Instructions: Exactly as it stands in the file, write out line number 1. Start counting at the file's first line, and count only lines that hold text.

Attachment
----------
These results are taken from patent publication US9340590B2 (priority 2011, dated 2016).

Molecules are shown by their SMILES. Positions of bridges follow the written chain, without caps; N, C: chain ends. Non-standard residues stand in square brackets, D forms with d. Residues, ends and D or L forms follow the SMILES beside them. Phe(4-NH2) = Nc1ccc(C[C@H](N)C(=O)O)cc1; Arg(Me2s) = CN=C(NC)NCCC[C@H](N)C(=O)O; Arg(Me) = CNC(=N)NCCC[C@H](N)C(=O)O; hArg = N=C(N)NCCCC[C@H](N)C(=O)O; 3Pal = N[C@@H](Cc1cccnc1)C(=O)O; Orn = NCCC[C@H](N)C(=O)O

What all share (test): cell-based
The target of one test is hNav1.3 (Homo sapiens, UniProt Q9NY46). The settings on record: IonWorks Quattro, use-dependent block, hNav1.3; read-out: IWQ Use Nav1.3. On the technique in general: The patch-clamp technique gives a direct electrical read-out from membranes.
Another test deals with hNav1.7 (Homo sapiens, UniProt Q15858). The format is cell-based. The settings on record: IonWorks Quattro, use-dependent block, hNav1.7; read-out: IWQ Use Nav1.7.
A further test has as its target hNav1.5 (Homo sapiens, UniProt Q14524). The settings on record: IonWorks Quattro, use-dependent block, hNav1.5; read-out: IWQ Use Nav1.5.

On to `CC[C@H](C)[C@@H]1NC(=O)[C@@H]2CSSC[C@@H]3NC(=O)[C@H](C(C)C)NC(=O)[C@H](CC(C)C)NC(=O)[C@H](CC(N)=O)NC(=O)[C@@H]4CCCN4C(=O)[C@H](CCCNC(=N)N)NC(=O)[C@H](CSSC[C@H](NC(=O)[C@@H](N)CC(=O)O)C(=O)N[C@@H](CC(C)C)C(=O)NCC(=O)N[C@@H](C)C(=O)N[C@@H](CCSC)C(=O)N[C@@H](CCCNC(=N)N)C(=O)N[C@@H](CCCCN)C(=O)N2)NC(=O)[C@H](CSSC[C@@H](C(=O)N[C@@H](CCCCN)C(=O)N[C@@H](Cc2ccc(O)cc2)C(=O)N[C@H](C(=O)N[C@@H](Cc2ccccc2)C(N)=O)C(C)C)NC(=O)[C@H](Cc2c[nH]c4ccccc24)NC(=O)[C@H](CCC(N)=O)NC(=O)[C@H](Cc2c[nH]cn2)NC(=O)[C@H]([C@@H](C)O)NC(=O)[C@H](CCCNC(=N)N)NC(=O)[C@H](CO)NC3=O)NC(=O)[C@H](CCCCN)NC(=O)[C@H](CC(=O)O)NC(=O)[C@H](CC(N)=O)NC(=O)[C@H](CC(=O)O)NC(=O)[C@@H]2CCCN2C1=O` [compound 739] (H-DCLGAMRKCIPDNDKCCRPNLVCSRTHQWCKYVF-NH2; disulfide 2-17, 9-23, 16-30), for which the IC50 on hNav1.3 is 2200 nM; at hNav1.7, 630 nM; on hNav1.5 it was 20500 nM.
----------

These results are taken from patent publication US9340590B2 (priority 2011, dated 2016).